MPs have voted by a majority of one to force the prime minister to ask for an extension to the Brexit process, in a bid to avoid any no-deal scenario.
The bill, put forward by Labour’s Yvette Cooper, was passed by the Commons in just one day.
However, it will need to be approved by the Lords before it becomes law. It would also still be for the EU to decide whether to grant any extension.
The vote comes after Theresa May met Jeremy Corbyn for talks on Brexit.
The discussions between the leaders, who are trying to find agreement on a way forward, were described as “constructive”, but Mr Corbyn added that they were “inconclusive”.
Teams from both parties were meeting on Wednesday evening ahead of a full day of talks on Thursday to see if they can agree a Brexit plan to put to a vote in the House ahead of an emergency EU summit on 10 April.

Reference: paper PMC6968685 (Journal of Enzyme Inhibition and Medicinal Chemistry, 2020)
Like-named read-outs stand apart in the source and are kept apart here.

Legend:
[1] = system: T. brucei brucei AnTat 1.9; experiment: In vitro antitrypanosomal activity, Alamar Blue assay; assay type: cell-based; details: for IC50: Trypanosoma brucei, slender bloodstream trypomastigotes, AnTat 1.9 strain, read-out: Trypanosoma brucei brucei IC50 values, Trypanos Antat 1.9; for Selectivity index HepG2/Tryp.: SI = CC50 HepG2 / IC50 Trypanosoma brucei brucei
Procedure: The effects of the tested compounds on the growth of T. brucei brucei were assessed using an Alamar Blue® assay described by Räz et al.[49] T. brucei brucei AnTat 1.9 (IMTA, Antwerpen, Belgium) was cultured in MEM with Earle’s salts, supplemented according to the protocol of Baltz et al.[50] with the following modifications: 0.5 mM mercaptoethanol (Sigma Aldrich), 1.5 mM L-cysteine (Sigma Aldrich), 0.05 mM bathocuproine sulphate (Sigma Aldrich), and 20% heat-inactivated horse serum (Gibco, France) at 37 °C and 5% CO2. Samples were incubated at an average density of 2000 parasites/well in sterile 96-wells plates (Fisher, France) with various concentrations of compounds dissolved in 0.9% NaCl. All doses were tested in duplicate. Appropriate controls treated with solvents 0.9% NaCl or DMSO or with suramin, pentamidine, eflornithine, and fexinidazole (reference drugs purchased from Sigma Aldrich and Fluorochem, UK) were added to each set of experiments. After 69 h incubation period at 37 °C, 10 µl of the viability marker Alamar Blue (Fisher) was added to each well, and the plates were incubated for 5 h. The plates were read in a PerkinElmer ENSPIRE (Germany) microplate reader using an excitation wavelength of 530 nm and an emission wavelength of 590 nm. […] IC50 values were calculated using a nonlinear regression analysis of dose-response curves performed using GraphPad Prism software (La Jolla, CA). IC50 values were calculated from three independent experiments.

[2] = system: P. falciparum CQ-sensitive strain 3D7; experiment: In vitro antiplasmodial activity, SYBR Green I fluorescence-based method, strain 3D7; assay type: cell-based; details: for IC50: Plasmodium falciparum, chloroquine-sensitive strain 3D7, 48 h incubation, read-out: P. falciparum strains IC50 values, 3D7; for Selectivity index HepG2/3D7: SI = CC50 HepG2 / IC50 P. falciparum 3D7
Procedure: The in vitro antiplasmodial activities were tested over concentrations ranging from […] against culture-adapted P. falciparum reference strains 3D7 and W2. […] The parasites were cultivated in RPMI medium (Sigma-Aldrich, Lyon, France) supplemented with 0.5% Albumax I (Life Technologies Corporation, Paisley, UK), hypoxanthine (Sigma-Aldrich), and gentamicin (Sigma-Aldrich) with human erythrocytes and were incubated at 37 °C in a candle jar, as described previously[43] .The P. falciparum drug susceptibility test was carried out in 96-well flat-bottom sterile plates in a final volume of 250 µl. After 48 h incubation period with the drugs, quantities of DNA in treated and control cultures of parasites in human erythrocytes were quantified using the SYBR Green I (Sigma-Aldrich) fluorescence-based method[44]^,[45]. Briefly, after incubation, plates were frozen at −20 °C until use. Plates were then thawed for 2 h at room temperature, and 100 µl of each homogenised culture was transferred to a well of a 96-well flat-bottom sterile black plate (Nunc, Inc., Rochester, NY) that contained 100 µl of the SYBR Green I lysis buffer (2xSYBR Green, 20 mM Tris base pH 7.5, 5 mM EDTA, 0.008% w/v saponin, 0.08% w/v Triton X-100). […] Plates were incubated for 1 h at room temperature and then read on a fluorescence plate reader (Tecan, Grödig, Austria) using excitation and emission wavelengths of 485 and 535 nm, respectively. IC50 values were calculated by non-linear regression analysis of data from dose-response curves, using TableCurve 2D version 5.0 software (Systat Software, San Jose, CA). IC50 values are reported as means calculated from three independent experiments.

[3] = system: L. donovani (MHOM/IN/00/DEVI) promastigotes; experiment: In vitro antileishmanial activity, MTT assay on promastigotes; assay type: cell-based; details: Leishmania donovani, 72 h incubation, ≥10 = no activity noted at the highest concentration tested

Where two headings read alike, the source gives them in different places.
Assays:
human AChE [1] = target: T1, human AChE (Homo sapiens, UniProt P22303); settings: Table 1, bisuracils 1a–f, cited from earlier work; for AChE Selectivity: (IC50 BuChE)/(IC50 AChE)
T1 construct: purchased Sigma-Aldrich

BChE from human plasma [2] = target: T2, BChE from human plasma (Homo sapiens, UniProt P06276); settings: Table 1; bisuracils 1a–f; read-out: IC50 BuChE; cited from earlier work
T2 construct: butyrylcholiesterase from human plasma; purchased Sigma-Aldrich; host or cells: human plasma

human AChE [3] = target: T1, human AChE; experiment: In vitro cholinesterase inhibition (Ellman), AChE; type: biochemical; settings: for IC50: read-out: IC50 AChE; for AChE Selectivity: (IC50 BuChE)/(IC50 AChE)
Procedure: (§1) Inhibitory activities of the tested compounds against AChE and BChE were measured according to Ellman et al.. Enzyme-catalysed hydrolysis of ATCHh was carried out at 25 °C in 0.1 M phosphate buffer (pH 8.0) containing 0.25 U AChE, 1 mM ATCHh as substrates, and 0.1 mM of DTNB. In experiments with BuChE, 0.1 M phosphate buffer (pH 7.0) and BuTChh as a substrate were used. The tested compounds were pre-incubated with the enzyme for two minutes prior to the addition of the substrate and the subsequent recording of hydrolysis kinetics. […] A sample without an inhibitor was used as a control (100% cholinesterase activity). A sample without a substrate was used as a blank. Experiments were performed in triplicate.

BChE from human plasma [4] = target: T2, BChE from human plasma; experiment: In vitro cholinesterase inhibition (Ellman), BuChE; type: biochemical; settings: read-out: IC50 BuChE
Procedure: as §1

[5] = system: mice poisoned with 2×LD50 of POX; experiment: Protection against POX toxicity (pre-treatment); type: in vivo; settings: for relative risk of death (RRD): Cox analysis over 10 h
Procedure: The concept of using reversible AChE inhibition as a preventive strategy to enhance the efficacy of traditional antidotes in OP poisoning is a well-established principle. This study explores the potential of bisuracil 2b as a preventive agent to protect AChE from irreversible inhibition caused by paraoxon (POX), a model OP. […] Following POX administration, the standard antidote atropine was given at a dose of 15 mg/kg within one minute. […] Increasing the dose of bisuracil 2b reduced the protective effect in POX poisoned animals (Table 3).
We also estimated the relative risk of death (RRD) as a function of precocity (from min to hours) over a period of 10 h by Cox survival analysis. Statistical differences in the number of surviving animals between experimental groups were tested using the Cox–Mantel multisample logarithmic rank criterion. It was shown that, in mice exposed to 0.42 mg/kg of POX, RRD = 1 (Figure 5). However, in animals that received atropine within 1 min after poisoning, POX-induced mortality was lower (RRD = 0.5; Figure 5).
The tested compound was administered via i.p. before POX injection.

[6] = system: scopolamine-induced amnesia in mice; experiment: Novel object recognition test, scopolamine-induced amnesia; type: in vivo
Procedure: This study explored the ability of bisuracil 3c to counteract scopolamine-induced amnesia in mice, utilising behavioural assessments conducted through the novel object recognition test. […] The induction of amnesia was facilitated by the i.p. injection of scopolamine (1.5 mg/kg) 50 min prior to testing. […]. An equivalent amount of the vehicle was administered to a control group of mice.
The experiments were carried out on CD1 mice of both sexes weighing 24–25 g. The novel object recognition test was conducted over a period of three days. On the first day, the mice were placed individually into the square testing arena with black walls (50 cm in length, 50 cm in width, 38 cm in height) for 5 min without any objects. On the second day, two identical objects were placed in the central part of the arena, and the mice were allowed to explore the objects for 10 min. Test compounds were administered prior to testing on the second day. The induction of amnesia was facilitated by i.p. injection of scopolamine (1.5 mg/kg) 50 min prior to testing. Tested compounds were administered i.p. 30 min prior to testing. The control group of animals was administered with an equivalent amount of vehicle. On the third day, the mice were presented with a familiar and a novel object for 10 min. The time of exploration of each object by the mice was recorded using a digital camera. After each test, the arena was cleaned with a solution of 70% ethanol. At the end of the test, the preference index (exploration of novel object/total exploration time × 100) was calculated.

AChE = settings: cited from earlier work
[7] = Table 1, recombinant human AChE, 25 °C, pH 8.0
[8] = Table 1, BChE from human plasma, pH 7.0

If they cannot, the prime minister has pledged to put a number of options to the vote – including the deal she has negotiated with the EU, which has already been rejected by MPs three times.
Ms Cooper’s attempts to prevent a no-deal departure from the EU faced opposition from Tory Brexiteers.
They expressed frustration at the highly unusual process of a bill – the first stage of enacting a law – clearing all stages in the Commons in a matter of hours, rather than months.
One, Peter Bone, urged Speaker John Bercow to “make this farce stop” and prevent further votes.
However, the bill could undergo further scrutiny in the Lords as early as Thursday.